Protein On TB Bacteria
May Hold Key To
New Treatment

NEW YORK (Reuters Health) - Researchers studying the bacterium that causes tuberculosis (TB) have found that a protein on the pathogen's surface may hold the key to a new vaccine or treatment for the disease, which kills about 3 million people worldwide each year.
In the February issue of Nature Structural Biology, researchers led by Dr. James Sacchettini, of Texas A University in College Station, report that the structure of a protein complex called antigen 85c reveals potential targets for TB vaccines and drugs. Antigen 85c plays a major role in constructing the TB bacterium's cell wall, a particularly hardy wall that helps the bacterium infect body cells and often protects it from current TB drugs.
Using x-ray crystallography, an imaging technique that reveals structural details of individual atoms, Sacchettini's team was able to study the structure of antigen 85c and observe how the protein helps the TB bacterium infect immune-system cells. Experts believe that understanding antigen 85c's structure could lead to new TB treatments -- if, for example, drugs could turn off the protein's activity in maintaining the bacterium's cell wall, this would stall cell-wall construction and leave the pathogen vulnerable.
In an editorial accompanying the report, Dr. Peter J. Tonge of the State University of New York at Stony Brook, calls antigen 85c ``an exciting new target in the fight against tuberculosis.'' ``Clearly,'' he writes, ``cell wall assembly is a profitable choice for the design of novel antitubercular compounds.''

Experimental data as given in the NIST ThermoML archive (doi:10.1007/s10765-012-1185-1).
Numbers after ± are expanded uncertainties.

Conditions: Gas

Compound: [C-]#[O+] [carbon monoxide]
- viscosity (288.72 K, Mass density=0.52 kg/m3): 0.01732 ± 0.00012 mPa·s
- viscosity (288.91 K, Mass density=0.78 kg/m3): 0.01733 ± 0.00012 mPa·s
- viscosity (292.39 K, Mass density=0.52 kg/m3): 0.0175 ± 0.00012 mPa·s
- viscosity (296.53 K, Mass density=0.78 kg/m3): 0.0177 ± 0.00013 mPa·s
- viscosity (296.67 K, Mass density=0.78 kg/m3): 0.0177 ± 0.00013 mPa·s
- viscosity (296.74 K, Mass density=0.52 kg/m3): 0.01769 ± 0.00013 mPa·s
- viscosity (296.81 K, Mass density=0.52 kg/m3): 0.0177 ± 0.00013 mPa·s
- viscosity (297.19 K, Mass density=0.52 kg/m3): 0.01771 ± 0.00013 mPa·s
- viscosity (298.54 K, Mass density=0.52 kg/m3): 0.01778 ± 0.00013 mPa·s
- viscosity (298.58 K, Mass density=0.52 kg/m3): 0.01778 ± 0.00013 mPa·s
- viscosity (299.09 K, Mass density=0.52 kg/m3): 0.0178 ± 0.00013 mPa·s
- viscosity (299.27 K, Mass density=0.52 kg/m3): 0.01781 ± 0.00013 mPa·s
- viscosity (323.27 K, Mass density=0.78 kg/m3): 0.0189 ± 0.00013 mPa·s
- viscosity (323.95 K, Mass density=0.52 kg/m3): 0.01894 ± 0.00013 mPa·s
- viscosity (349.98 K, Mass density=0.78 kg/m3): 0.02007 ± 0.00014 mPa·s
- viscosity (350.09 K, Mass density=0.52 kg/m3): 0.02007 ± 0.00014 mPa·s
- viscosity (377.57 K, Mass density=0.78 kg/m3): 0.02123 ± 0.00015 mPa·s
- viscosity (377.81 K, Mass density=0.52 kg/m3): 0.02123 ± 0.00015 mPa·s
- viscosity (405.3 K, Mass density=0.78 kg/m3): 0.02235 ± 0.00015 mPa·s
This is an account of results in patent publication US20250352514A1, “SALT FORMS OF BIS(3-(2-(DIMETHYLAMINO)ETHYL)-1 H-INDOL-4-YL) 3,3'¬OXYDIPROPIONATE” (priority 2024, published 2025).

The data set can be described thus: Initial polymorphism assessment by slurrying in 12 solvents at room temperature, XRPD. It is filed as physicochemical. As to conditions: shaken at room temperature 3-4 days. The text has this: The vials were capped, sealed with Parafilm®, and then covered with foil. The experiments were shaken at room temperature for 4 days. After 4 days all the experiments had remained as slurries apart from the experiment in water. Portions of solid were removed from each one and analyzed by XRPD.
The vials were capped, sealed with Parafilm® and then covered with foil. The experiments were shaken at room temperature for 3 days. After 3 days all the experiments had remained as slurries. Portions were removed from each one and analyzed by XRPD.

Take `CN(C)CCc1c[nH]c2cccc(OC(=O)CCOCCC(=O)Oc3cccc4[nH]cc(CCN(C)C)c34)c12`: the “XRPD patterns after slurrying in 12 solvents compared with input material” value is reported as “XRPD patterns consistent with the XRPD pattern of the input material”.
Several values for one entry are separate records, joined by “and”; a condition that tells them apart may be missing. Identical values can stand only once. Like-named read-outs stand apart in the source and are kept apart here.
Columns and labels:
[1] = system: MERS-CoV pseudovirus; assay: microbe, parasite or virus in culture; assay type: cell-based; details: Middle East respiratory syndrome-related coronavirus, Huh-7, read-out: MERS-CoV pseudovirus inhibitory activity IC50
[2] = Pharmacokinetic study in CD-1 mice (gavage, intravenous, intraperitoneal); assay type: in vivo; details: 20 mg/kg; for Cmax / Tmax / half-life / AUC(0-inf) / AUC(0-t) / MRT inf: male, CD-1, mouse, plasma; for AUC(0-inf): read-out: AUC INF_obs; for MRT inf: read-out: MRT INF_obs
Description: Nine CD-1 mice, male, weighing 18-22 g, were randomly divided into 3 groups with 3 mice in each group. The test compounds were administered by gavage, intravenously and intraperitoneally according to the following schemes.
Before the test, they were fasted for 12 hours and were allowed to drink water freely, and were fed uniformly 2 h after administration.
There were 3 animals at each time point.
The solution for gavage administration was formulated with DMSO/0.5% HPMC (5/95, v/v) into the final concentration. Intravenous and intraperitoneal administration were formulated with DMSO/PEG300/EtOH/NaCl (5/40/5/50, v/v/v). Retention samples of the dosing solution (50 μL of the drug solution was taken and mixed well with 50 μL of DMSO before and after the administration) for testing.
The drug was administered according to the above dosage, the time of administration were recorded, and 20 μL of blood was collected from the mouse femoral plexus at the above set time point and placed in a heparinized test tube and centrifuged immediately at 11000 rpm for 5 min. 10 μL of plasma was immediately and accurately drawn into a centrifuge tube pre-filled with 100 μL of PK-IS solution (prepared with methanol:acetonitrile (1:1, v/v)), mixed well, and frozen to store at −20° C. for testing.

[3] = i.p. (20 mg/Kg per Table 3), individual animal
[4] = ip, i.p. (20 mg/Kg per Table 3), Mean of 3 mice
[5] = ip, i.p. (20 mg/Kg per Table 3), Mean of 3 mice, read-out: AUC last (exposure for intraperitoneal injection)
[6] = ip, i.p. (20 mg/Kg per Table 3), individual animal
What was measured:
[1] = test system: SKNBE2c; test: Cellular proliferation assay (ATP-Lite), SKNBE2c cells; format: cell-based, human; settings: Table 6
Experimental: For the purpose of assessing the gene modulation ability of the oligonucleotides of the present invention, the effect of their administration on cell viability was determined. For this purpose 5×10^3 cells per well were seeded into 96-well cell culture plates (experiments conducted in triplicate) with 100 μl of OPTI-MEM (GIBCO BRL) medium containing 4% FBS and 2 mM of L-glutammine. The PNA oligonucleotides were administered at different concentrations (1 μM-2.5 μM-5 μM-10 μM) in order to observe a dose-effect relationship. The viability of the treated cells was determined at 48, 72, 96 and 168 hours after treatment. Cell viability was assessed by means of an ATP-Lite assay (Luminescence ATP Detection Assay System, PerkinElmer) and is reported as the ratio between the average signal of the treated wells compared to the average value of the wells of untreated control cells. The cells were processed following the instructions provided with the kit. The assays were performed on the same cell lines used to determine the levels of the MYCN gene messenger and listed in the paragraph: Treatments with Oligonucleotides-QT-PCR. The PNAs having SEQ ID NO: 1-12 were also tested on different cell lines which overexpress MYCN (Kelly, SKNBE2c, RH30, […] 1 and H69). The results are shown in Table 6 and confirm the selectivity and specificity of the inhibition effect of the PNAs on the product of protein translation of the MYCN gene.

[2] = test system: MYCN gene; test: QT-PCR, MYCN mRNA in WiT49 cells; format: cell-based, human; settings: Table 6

Scientists have also known that the immune system recognizes antigen 85c upon infection with TB, making the protein a good target for vaccines. The only TB vaccine now available, and widely used in developing countries, is often ineffective. Sacchettini and his colleagues found that the areas of antigen 85c that are vulnerable to the immune system are highly exposed on the protein's surface; this suggests that if these immune-sensitive areas can be produced in the lab and safely administered, they may make an effective TB vaccine.
While no longer the killer it was before the 20th century, TB remains a global problem. About one third of the world's population is infected with TB, including, according to the National Institutes of Health (NIH), between 10 and 15 million Americans. However, since the immune system can usually fight off the infection, only an estimated 10% of those infected develop TB. Coughing, breathing difficulty, weight loss, and fever are often symptoms of TB, an air-borne infection that usually begins in the lungs.
TB had been declining in the United States until the mid-1980s, when various factors spurred an increase in TB cases. Such factors included poor compliance with antibiotic treatment and the susceptibility of people with AIDS to developing the disease. In addition, according to the NIH, 43 states had reported cases of multidrug-resistant TB by 1997, compared with 13 states in 1991. SOURCE: Nature Structural Biology 2000;7:94-95, 141-143.


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